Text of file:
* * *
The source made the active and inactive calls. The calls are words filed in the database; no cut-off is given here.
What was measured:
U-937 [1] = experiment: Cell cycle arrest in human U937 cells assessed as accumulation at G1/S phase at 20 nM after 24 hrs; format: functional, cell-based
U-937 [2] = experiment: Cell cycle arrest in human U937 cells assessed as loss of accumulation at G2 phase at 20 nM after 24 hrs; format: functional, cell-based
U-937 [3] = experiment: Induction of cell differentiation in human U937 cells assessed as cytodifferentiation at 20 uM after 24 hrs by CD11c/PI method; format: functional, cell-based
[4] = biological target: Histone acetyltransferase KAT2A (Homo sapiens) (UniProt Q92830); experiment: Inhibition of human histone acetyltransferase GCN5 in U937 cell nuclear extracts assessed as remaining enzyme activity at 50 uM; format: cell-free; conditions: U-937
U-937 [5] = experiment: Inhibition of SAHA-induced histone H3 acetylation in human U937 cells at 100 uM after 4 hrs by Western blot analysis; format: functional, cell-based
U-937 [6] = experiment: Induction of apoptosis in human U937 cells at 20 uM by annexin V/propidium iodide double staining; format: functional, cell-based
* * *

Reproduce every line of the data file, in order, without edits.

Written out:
The source made the active and inactive calls. The calls are words filed in the database; no cut-off is given here.
What was measured:
U-937 [1] = experiment: Cell cycle arrest in human U937 cells assessed as accumulation at G1/S phase at 20 nM after 24 hrs; format: functional, cell-based
U-937 [2] = experiment: Cell cycle arrest in human U937 cells assessed as loss of accumulation at G2 phase at 20 nM after 24 hrs; format: functional, cell-based
U-937 [3] = experiment: Induction of cell differentiation in human U937 cells assessed as cytodifferentiation at 20 uM after 24 hrs by CD11c/PI method; format: functional, cell-based
[4] = biological target: Histone acetyltransferase KAT2A (Homo sapiens) (UniProt Q92830); experiment: Inhibition of human histone acetyltransferase GCN5 in U937 cell nuclear extracts assessed as remaining enzyme activity at 50 uM; format: cell-free; conditions: U-937
U-937 [5] = experiment: Inhibition of SAHA-induced histone H3 acetylation in human U937 cells at 100 uM after 4 hrs by Western blot analysis; format: functional, cell-based
U-937 [6] = experiment: Induction of apoptosis in human U937 cells at 20 uM by annexin V/propidium iodide double staining; format: functional, cell-based